HOW A BAD FOUNDATION SHADE LED ME TO MYSELF and my calling


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At 13, I bought my first container of foundation. With some money my sister gave me, I walked into our local drugstore and purchased Maybelline's Dream Matte Mousse in caramel (their darkest shade) and prayed it would turn me into the “right” kind of girl.

All the other girls in my class became obsessed with makeup at 12. Makeup meant boys and boys meant a new horizon. Not so much for me. The world began swirl around me at twelve. My little splintering realities started to cave and the ups and down of my early childhood became the mountains and peaks of depression I was struggling to get over. So while everyone else was concerned with typical middle school angst and I was in the corner doodling and dreaming about trying on my brothers new school clothes.

By 13, I had decided it was better (and safer) to just fit in so I went ahead and bought some foundation. It was at this age that I also began to realize that I was not like other girls. I had developed a crush on one of  my best friends, so efficiently hiding was my only goal and honestly it felt awesome to fit in, but the ability to hide behind something as simple as Maybelline's Dream Matte Mousse in caramel, was enough for me. Escaping the threat of hellfire was enough for me.  That mousse in "gray-brown" was powerful, but ultimately it became too powerful. There was a point that I was so scared to be seen as anything other than straight, that the need to have on makeup ended up controlling me. I didn't feel "safe" without it.

Fast forward six years to my college days,  I was now a makeup expert (in my eyes at least). I had long since parted with that damn Maybelline pore clogging mousse and makeup was no longer a mask for which my real self could hide behind, but rather it was becoming a means to explore myself.

Around this time, I gave myself permission to explore everything without fear, BOTH my masculine and feminine self, my sexuality, drugs, anything. I was a kid "experimenting" or so that's how I would justify my new found freedom if my family ever caught me doing something "too free". I was doing all kinds of things, dating all kinds of people, and I slowly began to alter my makeup depending on who I was with at the moment.  When I was dating a guy, the bolder, more feminine looks won. If I was trying to meet other queer women, I would go for a subtle, less intense look (which I preferred). Exploration was the name of the game, and for the first time it felt good to put on makeup. I wasn’t hiding anymore. I was becoming.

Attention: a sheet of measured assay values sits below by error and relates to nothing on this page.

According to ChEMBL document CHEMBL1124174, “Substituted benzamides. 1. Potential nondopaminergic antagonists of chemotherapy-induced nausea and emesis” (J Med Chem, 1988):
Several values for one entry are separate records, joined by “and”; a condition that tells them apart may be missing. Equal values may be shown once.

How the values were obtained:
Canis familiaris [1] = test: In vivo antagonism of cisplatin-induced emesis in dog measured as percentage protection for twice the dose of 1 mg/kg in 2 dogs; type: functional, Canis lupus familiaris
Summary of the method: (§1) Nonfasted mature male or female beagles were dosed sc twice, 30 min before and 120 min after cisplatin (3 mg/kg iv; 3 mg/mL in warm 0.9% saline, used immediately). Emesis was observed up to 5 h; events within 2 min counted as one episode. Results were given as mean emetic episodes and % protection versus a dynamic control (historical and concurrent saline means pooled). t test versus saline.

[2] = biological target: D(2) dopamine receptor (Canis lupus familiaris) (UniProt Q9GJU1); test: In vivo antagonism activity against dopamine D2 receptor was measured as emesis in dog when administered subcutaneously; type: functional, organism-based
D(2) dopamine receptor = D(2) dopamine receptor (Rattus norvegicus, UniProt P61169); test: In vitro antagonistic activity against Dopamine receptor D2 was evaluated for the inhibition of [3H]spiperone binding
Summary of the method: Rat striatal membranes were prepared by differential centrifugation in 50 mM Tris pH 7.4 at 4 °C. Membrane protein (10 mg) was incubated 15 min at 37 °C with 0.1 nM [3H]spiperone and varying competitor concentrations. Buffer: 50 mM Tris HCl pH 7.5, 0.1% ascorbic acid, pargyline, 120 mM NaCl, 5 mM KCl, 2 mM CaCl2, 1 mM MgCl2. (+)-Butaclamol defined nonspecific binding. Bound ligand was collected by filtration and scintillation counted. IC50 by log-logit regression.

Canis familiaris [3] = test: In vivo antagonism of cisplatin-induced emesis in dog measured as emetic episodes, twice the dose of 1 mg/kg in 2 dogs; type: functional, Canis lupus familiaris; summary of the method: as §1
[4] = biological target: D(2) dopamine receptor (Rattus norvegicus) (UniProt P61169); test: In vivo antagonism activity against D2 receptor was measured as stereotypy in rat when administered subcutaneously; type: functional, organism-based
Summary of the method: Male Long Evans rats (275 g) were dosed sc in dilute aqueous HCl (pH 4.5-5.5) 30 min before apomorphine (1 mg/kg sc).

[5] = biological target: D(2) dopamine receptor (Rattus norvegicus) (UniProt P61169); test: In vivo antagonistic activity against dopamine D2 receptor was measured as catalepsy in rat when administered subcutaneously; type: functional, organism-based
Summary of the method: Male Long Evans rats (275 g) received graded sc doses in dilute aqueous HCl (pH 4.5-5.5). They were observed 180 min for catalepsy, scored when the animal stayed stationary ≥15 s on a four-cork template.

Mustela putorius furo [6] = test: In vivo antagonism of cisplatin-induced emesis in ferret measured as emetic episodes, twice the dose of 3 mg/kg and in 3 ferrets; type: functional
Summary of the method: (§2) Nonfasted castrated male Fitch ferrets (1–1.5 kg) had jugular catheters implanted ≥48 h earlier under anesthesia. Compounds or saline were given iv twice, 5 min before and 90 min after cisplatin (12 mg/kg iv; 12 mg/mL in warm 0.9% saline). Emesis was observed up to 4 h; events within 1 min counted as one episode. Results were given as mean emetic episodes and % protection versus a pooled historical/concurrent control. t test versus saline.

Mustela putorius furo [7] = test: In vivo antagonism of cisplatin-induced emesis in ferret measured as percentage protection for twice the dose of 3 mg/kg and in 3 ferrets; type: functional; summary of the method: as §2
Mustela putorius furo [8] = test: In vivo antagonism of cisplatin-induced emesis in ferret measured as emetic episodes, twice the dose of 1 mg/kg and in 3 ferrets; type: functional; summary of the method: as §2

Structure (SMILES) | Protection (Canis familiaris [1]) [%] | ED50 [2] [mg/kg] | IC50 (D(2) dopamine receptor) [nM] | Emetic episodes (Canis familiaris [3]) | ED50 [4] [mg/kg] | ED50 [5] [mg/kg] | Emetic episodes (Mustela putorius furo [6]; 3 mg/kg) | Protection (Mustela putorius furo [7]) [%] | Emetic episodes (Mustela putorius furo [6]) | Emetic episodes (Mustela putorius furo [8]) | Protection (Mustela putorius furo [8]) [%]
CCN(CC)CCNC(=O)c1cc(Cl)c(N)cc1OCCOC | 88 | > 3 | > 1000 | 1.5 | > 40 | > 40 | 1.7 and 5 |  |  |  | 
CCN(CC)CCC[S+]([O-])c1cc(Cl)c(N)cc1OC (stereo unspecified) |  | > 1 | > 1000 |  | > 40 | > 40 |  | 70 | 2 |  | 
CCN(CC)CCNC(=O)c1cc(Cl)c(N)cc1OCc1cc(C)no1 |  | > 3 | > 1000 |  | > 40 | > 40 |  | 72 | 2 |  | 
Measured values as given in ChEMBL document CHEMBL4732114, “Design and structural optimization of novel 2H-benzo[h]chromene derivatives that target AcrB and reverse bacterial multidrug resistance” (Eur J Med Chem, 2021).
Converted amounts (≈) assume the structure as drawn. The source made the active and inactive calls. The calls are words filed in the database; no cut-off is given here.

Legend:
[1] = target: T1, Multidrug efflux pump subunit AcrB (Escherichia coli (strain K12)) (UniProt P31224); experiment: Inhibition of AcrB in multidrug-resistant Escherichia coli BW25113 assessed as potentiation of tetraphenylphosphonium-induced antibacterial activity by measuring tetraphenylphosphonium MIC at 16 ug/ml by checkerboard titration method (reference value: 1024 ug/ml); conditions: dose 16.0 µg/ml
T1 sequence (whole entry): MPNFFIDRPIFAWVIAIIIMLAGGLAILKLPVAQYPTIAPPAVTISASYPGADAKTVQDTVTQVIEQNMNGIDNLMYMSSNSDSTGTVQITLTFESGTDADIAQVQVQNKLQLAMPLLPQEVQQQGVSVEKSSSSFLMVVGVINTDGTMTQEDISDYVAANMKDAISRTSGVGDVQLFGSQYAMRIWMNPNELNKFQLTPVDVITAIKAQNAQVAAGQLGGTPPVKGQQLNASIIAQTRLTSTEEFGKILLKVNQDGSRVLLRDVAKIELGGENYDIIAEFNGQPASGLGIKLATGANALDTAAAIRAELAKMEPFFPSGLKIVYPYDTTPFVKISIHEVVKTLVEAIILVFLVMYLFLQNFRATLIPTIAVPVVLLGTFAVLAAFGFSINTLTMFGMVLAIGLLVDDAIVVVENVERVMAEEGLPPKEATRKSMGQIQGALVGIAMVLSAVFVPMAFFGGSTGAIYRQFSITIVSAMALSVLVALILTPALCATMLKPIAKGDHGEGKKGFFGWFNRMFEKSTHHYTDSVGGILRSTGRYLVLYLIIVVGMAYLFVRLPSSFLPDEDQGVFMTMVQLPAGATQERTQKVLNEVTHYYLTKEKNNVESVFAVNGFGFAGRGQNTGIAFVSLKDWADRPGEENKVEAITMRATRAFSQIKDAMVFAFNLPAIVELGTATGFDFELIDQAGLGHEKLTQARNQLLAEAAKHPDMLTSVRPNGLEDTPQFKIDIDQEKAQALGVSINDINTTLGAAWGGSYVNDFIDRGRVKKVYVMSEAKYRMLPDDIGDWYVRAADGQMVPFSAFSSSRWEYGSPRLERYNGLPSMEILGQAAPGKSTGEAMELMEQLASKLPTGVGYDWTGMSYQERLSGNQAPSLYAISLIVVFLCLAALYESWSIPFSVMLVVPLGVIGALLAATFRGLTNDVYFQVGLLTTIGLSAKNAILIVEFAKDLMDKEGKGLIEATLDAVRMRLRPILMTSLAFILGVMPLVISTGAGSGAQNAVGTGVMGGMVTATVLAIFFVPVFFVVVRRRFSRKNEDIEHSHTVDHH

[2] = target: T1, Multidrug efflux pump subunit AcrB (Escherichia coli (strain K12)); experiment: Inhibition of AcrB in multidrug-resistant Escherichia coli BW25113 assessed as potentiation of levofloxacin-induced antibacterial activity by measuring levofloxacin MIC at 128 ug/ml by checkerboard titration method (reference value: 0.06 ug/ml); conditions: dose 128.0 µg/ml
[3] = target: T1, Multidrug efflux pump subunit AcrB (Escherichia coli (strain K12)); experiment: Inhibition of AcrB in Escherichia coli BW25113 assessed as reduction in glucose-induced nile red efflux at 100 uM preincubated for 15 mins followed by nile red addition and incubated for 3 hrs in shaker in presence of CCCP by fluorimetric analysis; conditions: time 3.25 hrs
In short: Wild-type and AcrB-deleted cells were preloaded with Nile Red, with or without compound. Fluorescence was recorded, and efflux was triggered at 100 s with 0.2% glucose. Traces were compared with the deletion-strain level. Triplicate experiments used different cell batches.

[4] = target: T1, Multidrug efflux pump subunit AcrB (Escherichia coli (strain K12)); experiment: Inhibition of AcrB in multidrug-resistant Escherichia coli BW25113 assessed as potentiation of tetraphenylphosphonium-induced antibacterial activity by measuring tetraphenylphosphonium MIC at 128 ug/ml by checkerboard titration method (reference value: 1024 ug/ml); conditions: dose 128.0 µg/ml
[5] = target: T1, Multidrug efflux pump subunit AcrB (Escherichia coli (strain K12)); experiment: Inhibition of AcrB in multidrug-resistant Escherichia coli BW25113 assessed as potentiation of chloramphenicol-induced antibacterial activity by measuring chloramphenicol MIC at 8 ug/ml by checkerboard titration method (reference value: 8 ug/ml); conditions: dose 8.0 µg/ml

On my 21st birthday, after a long summer of coming to terms with my queer identity and as I was exploring Europe as an exchange student, I came out to my mom and friends. With this new found ownership I had over my identity, came this burning desire to figure out what my look would be. In came the blazers, ties, mini skirts, oversized shirts, and loafers I picked up from local thrift stores. Then came the baseball caps, beanies, and baggy clothes. After much experimentation, I decided that I liked androgyny the most. I finally realized that I didn't have to choose between my masculine or feminine self, that I could be both. So naturally, my makeup followed suit.  I let the bold stuff go. I wanted my makeup to be natural but elevated, shiny but not beat into submission.

Putting on makeup was no longer an act of being more palatable. It became a political statement — a message to the world that I now knew exactly who I was.  My face became a safe space for identity expression in a world full of binaries and boxes, I was saying a big ol' fuck you to "this or that".

The day after my 23rd birthday, I moved to Korea for a year. That year turned into 5 years and a thriving modeling career. Crazy right, me, the awkward tomboy now modeling for major publications like VOGUE, in a foreign country. It was during my time in Korea that I really began to truly fall in love with myself. All that young angst began to settle. No more political statements, no more hiding, no more exploring, no more worrying about boxes. I was in love with my real self, my queer self, my androgynous self, and my cosmetic loving self. I realized for the first time that I could live in a world where all my selves could be free and validated. It was after this revelation and a few months before I was to move back to America from Korea, that I decided to create my own makeup brand. I wanted to help others feel that balance too. iME Cosmetics or if you say it fast enough, I am Me Cosmetics, is my ode to our authentic selves. Whoever we decide to be.

Personally, I still have a hard time finding my right shade of foundation (sadly). I'm always squirting out products onto my hand and wiping them off when the undertone isn't quite right, so much so that I literally decided to make my own line (bloop), but that's the beauty of becoming and of learning and growing. You have the ability to confidently be what you want to be,  while still allowing your identity to ebb and flow with the new stages in your life. My foundation may not always be perfect but it still makes me feel like a powerful human being who deserves to take up space in this world and it has led me to want to take up space in the cosmetic industry. That’s what I love the most about makeup: it’s powers. Never forget that, that lip gloss you love to wear is actually your secret weapon. Use it wisely. Also, don't be afraid to bend the rules. You never know it may lead you to where you are trying to go.


-Emi Farai